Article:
By Alexey Chistov, Comino’s CTO
July 27th, 2018

Burning Man

Technologies struggling to reduce waste of energy

Burning Man

By Alexey Chistov, Comino’s CTO
July 27th, 2018

Technologies struggling to reduce waste of energy

The fight with pollution - whether it's plastic bottles or the release of greenhouse gasses into the atmosphere - are just a few of the concerns facing environmental protection. “Not only do we know advancing technology can be effectively applied; we know that it could help our planet drastically”, - convinces Alexey Chistov, Comino’s CTO.

In a sense, our planet is a battery that preserves the energy received from the sun.  It’s a renewable energy source which grows over time. However, if humanity will one day burn all available energy faster than it consumes, then someday it will all just end. Nobody knows when it will happen. But a sense of one’s own responsibility is extremely important at this time.

One of humanity’s social responsibilities for future generations is an attempt to reduce the amount of waste being thrown into the environment and to reuse and recycle that same waste again and again. Few have thought about it this way, but the heat we expel is just as bad as a plastic bag floating down the street.

The issue of generating “garbage” heat has been around for quite awhile. Scientists and futurologists have started forecasting that very moment when humanity begins to build data-centers in space because the volume of information people use has become exponential. It’s needed, because, the more data-centers on earth, the more heat in our atmosphere.

The Law of Energy Conservation says that energy in a closed ecosystem does not change quantitatively. The only thing that happens is a transition from an effective form of energy to another form. The effectiveness of an energy-saving lamp greatly exceeds the efficiency of a conventional incandescent lamp – less energy goes into heat and more into lighting a space.

Modern technologies are developing in this direction in order to increase the efficiency of operating systems. For example, modern cars in Formula 1 are now equipped with recycling systems that process kinetic energy, which is produced during braking, into electricity. However, it’s not always possible to improve the efficiency of a device.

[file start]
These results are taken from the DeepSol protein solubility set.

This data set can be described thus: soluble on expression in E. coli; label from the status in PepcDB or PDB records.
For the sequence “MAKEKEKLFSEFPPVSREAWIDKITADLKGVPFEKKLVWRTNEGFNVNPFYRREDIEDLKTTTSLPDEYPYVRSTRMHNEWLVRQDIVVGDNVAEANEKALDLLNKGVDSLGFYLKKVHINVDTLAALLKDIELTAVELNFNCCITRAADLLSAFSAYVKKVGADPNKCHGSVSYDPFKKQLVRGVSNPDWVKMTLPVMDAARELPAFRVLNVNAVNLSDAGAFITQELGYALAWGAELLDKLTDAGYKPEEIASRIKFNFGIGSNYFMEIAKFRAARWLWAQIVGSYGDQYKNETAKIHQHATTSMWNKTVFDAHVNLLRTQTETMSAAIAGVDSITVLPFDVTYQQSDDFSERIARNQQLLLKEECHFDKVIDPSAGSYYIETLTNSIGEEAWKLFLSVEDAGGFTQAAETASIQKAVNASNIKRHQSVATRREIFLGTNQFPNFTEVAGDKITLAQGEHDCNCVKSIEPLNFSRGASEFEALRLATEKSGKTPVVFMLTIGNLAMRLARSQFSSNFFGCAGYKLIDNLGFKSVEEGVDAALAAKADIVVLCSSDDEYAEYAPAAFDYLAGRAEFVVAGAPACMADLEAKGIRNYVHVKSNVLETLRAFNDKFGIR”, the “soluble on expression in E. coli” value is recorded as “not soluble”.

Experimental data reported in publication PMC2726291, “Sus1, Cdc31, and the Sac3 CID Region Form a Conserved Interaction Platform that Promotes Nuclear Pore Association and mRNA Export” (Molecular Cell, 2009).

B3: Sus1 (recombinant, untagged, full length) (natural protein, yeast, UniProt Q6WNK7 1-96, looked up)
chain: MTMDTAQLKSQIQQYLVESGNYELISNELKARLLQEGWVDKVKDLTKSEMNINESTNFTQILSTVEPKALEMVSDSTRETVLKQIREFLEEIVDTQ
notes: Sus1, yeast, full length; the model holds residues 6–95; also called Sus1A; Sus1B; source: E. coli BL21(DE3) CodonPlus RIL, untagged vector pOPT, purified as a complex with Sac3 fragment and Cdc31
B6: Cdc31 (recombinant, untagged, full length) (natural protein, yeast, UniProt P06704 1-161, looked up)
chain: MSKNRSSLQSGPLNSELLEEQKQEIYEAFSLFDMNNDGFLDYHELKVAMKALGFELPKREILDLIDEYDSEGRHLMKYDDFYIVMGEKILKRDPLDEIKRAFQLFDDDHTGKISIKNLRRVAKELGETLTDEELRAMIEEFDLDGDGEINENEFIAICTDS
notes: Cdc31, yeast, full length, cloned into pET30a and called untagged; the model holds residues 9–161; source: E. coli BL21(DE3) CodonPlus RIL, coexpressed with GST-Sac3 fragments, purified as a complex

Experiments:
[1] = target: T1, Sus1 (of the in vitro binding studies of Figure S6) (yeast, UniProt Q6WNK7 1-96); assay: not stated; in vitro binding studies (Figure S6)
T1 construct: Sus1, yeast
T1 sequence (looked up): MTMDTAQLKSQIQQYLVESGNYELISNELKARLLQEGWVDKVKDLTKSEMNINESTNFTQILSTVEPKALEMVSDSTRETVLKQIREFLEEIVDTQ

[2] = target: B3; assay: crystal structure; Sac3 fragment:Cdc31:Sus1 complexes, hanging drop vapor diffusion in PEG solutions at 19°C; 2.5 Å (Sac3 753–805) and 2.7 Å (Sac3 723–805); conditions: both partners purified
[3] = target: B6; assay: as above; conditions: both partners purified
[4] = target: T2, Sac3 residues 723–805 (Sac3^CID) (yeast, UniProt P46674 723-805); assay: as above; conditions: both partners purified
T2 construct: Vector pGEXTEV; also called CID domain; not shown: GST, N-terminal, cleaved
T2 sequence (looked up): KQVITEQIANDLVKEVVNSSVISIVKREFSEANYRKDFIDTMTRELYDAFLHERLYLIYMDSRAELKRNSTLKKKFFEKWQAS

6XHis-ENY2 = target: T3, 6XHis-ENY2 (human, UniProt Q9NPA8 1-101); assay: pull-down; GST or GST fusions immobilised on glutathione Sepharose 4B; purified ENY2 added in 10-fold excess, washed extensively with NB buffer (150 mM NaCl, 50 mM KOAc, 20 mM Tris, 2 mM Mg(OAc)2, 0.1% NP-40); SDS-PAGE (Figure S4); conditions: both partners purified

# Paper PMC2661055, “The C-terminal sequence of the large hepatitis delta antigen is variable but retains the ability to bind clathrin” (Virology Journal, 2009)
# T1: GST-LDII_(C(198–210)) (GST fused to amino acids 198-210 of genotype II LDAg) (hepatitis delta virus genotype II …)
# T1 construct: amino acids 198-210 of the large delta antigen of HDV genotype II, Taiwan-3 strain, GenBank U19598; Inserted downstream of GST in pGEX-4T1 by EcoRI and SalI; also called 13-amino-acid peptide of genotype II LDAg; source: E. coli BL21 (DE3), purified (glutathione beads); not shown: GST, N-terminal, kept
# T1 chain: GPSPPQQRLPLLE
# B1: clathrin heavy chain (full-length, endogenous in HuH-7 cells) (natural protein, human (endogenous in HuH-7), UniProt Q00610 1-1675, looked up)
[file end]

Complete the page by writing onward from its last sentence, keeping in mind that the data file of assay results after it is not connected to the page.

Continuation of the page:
The modern laptop cannot overcome the 10% scope of efficiency. This is due to the physical limitations of semiconductor materials that are used in computational chips. It will not change until there is a transition to alternative computing platforms, such as a quantum computer. All “parasitic” power is converted into heat, which is dispelled, but not always used.

On the one hand, it’s logical, because to convert heat into any other form of energy is an inefficient and expensive process. Due to this fact, heat is simply thrown into the atmosphere and not properly disposed of.

In addition, there are contributing processes that we can not change. Any living creature produces heat. For example, a person’s body produces, on average, 400 watts per hour. Therefore, it is so important to pay attention to those aspects of our activities that we are able to evolve and improve.

To date, the most effective option for recycling “garbage” heat is its use in heating and air in our homes. Meaning, we do not convert one type of energy into another, but effectively use parasitic power in domestic processes.

The liquid cooling system is able to effectively solve two problems: to remove heat from computer equipment and to transport it to the consumer with the fewest losses and costs.

Liquid cooling systems can resolve and reduce the power consumption of the computer system in general, sealing the system to take up less space, as well as sustain a more stable operation of the system due to more efficient cooling.